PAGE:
Volvo, looking to offer an affordable car to the U.S. market, rejuvenates a model from the past with the 2008 Volvo C30. This new small car borrows much from the Volvo P1800ES, produced from 1972 to 1973, down to the shape of the back glass. Similar to the Mini Cooper, the C30 represents a very attractive modern take on a classic design.
The C30 is a classic hatchback, with two long doors allowing access to the backseats. These seats fold down to maximize cargo area. Like the old P1800ES, the C30's hatchback is all glass. Its styling is superb, with a softly curved front end and a belt line that stretches back across haunch-like rear fenders. Those rear fenders give the back a wide stance, giving the C30 a sporty look.
Volvo also jumps on the trend to offer personalization with the C30, similar to the Mini Cooper and the . Volvo claims that more than 5 million configurations can be derived from the C30's customization options. Amongst its accessories, you can get many youth-oriented touches such as bicycle, snowboard, and surfboard racks. Volvo even offers a walnut steering wheel for the sports car purist.
Test the tech: Surrounded by sound
The Volvo C30 is available in two trim levels, Version 1.0 and Version 2.0 (names obviously come up by marketers with no knowledge of software development). Version 2.0 comes standard with a Dynaudio premium audio system, pumping 650 watts through 10 speakers. This system has Dolby Pro-Logic II surround sound and lets you fine-tune it with forward and rear 5 band graphic equalizers.
Normally, we would expect to be impressed by an audio system of this caliber, but when we tested the Volvo S80 with a similar system, we found that backseat occupants didn't get to enjoy the audio. With the C30, we did a simple test to determine whether the back seat would benefit from this system by using a sound meter to check the decibels in the front and back seats.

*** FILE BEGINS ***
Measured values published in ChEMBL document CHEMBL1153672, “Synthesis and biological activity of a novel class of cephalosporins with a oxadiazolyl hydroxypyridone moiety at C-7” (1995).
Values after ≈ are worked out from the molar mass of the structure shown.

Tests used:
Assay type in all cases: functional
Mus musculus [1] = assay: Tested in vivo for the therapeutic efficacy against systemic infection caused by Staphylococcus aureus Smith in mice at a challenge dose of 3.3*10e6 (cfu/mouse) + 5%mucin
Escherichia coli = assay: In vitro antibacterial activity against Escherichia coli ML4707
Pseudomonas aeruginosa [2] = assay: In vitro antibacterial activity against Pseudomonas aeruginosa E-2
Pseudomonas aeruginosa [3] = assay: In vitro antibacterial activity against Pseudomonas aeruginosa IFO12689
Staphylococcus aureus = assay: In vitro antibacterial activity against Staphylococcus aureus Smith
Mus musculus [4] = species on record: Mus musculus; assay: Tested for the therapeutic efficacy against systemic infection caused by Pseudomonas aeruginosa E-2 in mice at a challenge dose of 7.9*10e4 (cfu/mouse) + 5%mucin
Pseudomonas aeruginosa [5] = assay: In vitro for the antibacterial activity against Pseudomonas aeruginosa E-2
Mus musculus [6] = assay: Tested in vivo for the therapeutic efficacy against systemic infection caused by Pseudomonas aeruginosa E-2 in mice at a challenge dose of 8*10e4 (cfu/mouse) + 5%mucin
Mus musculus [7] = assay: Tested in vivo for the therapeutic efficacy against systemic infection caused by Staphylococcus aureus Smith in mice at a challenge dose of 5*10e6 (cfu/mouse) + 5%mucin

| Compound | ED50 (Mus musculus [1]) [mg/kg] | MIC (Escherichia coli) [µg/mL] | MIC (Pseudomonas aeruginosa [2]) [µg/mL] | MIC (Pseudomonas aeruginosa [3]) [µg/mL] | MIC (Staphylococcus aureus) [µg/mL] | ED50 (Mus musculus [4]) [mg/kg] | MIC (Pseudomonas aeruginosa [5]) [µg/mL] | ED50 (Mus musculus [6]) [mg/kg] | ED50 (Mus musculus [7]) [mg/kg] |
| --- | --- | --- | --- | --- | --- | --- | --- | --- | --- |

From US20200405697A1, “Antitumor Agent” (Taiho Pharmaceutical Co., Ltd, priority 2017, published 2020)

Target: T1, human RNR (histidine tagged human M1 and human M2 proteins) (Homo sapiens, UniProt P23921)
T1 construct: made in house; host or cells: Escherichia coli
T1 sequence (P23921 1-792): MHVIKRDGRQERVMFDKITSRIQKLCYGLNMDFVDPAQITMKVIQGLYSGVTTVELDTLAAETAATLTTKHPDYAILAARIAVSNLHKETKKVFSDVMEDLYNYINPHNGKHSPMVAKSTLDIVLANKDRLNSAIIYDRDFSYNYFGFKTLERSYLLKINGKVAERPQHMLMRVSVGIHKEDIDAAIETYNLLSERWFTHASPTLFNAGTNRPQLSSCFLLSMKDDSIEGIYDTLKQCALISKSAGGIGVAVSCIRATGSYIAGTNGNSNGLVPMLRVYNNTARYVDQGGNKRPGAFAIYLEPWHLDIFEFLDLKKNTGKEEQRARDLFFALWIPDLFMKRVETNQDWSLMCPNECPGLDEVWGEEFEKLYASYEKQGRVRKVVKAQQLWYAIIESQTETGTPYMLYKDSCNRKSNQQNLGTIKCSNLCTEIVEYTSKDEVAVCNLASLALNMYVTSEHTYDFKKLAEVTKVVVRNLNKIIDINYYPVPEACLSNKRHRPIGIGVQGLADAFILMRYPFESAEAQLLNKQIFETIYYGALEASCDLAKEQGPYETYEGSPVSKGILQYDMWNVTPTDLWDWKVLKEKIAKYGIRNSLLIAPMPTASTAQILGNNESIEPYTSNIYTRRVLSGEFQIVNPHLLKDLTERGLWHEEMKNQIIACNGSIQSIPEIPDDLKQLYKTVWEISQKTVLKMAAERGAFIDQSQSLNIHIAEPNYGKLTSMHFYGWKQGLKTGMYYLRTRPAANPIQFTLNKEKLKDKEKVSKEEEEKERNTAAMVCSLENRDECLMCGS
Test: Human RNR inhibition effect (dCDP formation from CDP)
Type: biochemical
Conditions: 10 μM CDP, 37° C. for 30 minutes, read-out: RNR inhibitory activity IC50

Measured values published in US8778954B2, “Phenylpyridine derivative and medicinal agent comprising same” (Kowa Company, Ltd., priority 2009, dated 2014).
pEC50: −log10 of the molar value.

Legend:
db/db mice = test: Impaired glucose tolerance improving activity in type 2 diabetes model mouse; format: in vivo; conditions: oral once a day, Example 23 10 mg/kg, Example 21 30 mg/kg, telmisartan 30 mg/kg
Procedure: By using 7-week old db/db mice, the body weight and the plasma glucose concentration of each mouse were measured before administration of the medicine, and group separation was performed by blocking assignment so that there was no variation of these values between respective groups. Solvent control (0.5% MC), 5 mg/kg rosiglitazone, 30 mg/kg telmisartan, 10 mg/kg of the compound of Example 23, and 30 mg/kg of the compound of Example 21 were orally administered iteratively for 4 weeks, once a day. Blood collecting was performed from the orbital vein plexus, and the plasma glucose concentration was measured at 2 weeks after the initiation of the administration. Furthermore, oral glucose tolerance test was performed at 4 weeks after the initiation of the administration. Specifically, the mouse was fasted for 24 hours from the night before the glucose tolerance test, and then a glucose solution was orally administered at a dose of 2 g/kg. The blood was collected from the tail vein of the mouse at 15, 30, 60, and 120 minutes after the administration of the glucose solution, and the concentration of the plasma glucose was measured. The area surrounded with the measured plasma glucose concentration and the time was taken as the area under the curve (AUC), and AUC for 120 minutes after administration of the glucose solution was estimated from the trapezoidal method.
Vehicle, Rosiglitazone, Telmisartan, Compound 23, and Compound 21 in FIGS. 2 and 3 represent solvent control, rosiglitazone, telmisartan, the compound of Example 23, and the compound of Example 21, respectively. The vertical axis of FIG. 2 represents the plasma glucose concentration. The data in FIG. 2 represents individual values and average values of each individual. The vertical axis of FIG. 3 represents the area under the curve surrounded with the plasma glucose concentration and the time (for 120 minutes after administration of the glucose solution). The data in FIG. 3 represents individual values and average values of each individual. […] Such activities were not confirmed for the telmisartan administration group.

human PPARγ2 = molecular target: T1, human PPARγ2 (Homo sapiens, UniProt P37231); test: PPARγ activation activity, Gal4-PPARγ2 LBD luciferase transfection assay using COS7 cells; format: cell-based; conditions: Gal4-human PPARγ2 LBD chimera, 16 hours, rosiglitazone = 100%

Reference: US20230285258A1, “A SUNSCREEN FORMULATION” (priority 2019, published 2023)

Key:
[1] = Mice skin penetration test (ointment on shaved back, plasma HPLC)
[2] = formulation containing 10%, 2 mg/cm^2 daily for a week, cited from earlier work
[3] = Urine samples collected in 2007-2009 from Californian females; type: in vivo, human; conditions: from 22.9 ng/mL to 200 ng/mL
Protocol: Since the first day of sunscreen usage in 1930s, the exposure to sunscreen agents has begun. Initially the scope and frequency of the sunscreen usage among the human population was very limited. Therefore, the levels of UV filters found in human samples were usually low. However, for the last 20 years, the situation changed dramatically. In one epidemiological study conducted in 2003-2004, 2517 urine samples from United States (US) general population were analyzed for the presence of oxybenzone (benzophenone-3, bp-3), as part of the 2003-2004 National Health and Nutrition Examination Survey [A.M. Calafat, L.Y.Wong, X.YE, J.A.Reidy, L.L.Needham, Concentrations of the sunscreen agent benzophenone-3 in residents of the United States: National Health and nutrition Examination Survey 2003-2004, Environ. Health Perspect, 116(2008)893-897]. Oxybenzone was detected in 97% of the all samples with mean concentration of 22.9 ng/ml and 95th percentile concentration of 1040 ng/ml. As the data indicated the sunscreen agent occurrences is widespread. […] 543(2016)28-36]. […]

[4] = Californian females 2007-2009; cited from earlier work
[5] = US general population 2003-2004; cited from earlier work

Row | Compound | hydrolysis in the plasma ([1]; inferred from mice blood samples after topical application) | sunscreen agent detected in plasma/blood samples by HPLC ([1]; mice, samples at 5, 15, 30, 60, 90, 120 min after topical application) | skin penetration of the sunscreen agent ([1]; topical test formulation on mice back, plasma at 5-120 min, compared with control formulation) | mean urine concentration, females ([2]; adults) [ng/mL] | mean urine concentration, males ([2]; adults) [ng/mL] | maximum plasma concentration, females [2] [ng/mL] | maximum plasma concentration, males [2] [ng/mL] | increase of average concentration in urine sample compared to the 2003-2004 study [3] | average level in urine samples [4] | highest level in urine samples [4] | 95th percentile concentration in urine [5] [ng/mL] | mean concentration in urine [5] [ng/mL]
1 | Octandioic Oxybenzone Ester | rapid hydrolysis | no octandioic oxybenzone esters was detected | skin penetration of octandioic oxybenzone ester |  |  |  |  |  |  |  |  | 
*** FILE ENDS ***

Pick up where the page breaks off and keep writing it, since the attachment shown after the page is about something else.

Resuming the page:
Beyond the graphic equalizers, this audio system lets you further tweak it by turning the surround sound from minimum to maximum. In normal driving, we found the maximum surround setting to deliver superb audio, with a really immersive experience. Running the dial up from minimum to maximum surround creates a dramatic difference, causing incredible separation. We really like the way different instruments seem to come from all around, with exceptional clarity and a seamless transition in emphasis around the cabin.
For our quantitative testing, we played a section from the Gorillaz Demon Days CD at half volume. We measured the decibels in the front and back seats, with surround at full and at minimum. With full surround, we got an even decibel measurement of 78 in front and back. With surround off, we saw a 5 decibel difference, with 80 in front and 75 in back. We tried the same test with a steady tone, this time getting 83 decibels in front and 82 in back, with surround on full. With surround off, we got 85 decibels in front and 83 in back.
From these results, and our own qualitative testing, we found that the backseat isn't left out in the surround-sound experience, as it was in the Volvo S80. The even decibel ratings in our music test shows that the maximum surround setting spread the audio out evenly through the cabin. The steady tone test showed less variance, but this test is less realistic as it only used the higher frequencies, and nobody drives around listening to a steady tone.
In the cabin
The interior of the Volvo C30 is well-designed and built, and we particularly like the floating stack, a panel holding audio and climate controls mounted in the center of the dashboard. This panel also has a keypad, which only served to call up radio station presets in our test car. However, if you get the Bluetooth hands-free cell phone option, you can use the keypad to dial phone numbers. The steering wheel is satisfyingly thick, and has audio and cruise controls mounted on its spokes.